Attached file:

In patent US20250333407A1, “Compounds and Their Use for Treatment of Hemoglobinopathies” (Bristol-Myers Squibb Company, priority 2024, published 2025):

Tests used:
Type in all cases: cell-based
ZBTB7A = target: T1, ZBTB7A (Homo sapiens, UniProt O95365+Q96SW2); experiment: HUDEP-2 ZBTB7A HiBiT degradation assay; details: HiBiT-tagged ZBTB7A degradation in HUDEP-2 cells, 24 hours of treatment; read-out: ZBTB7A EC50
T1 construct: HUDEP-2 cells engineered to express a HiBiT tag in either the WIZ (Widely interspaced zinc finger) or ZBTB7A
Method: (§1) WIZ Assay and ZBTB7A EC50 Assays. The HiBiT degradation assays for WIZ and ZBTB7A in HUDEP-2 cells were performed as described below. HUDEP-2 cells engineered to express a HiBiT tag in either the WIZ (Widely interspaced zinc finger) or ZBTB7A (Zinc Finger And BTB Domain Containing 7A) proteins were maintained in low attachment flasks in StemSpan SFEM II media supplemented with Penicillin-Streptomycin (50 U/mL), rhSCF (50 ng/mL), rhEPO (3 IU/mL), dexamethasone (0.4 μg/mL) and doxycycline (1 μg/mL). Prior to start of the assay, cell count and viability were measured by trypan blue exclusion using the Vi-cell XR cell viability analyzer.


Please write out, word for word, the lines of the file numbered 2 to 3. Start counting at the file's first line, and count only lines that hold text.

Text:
Tests used:
Type in all cases: cell-based